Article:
After being in Johannesburg for just under three days and seeing two great matches, I can honestly say that I am blown away by the whole World Cup experience.
First off, to say that South Africa is hosting the World Cup is quite literal. All South Africans are in this together. I have never seen so many people beam with so much pride in welcoming people to their country. Everyone is incredibly friendly, warm and helpful. There are signs and soccer balls EVERYWHERE. This is a huge accomplishment when you consider the nation’s first free election was in 1994. South Africans have reason to be proud.
Secondly, the world is truly here. It’s so fantastic to see fans in jerseys from all the different countries speaking dozens of languages gathered around the huge TVs in the public plazas and restaurants.
And then there are the games themselves. On Sunday I was lucky enough to see Brazil take on Ivory Coast at Soccer City, the new, ultra modern stadium in Soweto. Concerns about traffic jams convinced us to head to the game early, so we spent the better part of the afternoon around the stadium, watching the end of the Italy-New Zealand draw on a big screen outdoors and sampling some of the local fare outside.
Inside the stadium buzzed with electricity, and I don’t just mean from the vuvuzelas. There were literally thousands of Brazilians there decked out in some amazing fan attire, as well as a smattering of Ivory Coast fans, too. Brazil won as expected but Didier Drogba scored for Ivory Coast in the second half to the delight of many. Kaka was red carded near the end of the game which added even more drama to a thrilling 3-1 win. It was the best soccer match I have ever seen, based solely on the level of skill. The Brazilians are amazing and Ivory Coast is quite strong.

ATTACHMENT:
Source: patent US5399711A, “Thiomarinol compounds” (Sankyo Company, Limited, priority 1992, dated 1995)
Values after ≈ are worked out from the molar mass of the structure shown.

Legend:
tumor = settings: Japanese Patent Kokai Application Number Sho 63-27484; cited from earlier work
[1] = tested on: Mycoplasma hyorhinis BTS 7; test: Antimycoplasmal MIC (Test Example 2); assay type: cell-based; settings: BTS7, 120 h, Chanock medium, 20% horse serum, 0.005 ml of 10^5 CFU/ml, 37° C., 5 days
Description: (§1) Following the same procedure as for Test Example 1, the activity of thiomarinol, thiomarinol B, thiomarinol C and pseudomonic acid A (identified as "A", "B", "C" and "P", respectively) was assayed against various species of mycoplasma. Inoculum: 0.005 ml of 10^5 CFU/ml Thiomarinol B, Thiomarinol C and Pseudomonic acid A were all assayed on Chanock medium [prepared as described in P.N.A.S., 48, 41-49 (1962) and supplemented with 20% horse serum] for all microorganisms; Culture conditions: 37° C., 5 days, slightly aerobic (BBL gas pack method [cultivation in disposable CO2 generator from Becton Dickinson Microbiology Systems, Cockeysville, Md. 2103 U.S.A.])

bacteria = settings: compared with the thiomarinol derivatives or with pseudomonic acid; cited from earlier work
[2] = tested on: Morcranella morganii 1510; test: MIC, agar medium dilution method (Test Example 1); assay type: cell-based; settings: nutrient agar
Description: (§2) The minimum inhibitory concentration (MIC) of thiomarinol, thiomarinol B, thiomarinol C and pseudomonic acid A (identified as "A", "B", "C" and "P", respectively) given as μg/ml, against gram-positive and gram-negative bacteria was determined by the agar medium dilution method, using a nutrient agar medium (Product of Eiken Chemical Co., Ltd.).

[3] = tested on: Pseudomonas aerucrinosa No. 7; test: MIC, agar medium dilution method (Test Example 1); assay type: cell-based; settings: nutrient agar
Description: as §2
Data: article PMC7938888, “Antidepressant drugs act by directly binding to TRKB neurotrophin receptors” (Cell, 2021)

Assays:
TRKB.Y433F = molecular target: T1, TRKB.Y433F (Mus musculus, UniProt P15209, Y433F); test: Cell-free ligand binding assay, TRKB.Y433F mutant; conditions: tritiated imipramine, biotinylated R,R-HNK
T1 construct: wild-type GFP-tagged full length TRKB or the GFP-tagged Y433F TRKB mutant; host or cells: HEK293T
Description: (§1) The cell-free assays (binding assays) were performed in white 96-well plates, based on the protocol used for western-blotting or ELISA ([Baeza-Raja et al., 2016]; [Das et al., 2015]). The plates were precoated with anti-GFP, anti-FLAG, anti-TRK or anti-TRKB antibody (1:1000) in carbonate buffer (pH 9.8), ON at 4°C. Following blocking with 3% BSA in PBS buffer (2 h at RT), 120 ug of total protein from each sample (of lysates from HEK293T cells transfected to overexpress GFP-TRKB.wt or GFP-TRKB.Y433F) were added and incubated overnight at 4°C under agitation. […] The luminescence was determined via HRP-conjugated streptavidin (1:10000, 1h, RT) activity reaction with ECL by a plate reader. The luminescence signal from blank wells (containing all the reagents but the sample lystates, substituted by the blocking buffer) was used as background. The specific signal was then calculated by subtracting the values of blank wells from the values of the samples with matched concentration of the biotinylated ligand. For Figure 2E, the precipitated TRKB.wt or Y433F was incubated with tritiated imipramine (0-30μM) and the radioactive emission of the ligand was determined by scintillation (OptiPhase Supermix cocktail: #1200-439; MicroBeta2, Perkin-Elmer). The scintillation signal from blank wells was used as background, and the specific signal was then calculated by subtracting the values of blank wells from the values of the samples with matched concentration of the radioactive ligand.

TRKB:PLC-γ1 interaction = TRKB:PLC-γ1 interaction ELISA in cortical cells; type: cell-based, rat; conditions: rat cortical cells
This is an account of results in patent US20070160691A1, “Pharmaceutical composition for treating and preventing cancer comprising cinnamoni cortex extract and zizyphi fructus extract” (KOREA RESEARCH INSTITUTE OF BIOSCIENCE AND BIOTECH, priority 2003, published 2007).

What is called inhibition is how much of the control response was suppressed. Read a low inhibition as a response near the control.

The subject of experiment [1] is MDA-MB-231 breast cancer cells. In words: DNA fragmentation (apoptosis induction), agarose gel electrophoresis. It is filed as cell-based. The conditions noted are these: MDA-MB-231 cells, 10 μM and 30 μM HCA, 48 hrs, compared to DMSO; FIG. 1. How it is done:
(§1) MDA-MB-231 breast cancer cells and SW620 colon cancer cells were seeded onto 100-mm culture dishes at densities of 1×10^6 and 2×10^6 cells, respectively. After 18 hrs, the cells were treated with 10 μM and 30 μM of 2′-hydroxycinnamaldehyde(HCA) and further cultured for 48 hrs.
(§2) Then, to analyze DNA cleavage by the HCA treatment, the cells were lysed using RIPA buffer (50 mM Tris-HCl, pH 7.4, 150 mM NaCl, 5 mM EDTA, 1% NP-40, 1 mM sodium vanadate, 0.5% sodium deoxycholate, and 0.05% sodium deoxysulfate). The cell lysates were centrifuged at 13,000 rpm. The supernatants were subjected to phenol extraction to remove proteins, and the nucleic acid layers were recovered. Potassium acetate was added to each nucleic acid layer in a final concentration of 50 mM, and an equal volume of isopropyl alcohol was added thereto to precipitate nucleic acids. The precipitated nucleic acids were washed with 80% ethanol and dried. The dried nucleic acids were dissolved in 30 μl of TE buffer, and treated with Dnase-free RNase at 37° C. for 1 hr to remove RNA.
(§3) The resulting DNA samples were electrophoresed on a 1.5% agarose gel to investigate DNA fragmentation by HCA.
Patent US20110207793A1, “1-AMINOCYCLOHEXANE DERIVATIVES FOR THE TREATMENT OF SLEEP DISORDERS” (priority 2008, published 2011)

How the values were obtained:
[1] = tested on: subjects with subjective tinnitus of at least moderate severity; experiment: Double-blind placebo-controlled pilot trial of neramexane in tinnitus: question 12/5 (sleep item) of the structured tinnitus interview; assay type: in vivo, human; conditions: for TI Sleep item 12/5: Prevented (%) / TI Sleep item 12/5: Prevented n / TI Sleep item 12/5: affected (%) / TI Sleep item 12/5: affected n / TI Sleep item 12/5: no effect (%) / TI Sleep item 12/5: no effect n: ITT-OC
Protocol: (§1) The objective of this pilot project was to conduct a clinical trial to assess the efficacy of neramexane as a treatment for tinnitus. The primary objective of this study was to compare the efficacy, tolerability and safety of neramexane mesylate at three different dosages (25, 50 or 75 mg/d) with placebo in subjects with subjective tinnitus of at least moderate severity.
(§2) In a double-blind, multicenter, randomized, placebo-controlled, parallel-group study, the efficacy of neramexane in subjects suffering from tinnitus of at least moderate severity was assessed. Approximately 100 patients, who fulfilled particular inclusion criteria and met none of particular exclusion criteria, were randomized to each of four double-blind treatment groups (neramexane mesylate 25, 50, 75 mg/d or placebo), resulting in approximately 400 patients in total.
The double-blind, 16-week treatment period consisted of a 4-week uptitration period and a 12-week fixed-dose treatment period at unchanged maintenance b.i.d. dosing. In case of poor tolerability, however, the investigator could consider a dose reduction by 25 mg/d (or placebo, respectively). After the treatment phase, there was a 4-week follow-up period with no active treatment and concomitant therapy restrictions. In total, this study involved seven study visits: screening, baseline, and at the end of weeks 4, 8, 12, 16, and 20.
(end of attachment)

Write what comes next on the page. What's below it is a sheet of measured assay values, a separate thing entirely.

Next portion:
Monday night I headed to Ellis Park Stadium (site of the rugby match depicted in the movie Invictus) for a completely different but totally thrilling experience. The drive downtown showed the neighborhoods surrounding the park and gave a striking depiction of urban life in the middle of Johannesburg. The stadium complex is quite old (though updated) and seats just over 50,000, which is 30,000 fewer than Soccer City. It was a far more intimate setting to see Spain shut out Honduras, 2-0, to try to regain face in the tournament. Fans of Espana outnumbered the Hondurans, but it was a dedicated group in blue and white who stayed until the very end.
Today everyone will gather around the TVs and in the plazas because our hosts face off against France because South Africa is gaining a lot of fans!
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Written by Stephanie Geosits